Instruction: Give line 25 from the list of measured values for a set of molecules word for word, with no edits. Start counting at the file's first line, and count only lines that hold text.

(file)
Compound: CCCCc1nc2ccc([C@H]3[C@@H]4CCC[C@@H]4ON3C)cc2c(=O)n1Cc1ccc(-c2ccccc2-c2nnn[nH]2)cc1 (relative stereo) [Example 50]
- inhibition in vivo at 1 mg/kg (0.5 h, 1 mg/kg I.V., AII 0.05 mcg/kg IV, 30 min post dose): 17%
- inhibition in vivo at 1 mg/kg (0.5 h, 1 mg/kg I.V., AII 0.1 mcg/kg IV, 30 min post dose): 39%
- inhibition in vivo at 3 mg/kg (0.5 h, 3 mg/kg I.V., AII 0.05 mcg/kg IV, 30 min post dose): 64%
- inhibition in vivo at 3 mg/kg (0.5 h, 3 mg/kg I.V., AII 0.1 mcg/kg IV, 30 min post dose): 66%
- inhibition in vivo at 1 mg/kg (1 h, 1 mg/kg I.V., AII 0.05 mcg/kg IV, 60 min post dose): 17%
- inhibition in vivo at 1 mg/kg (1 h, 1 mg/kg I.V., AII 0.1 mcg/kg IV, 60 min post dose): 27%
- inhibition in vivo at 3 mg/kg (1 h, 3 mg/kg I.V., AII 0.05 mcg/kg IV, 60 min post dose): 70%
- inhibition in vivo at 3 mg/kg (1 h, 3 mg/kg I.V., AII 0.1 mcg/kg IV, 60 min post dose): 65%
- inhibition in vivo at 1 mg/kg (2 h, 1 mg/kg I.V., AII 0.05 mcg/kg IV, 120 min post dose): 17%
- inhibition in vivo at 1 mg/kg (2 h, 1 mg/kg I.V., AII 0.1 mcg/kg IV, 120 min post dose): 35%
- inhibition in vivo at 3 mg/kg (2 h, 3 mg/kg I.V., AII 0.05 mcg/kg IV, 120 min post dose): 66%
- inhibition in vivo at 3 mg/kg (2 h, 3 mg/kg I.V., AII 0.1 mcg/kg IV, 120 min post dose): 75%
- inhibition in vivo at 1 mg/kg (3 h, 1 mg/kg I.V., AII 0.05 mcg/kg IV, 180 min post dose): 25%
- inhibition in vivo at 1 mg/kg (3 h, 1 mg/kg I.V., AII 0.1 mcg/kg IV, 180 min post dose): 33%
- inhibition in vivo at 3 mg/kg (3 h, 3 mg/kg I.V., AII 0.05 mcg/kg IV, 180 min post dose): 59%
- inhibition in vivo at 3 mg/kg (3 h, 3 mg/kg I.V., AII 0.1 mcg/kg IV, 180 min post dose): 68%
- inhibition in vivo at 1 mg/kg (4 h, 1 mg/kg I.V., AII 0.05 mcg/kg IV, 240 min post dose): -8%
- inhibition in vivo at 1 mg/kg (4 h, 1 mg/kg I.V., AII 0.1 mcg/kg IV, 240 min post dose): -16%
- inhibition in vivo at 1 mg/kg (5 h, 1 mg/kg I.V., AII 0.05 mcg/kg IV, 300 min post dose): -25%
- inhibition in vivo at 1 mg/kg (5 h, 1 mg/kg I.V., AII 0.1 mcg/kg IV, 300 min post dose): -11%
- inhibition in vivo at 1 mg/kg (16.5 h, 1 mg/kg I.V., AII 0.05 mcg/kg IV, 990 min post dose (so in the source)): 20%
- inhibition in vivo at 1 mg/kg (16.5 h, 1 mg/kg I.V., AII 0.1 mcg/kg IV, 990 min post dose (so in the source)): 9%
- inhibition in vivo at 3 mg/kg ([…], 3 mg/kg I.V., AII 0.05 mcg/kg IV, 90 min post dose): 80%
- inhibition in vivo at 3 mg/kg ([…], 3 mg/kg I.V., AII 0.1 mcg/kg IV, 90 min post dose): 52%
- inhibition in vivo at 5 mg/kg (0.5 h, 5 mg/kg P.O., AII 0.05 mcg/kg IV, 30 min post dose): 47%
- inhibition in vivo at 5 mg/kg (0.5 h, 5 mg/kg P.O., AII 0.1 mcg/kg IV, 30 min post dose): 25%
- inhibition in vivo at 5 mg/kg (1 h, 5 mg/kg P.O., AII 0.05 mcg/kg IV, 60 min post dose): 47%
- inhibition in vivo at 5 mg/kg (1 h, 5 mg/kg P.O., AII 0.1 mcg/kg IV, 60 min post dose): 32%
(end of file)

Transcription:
- inhibition in vivo at 3 mg/kg ([…], 3 mg/kg I.V., AII 0.1 mcg/kg IV, 90 min post dose): 52%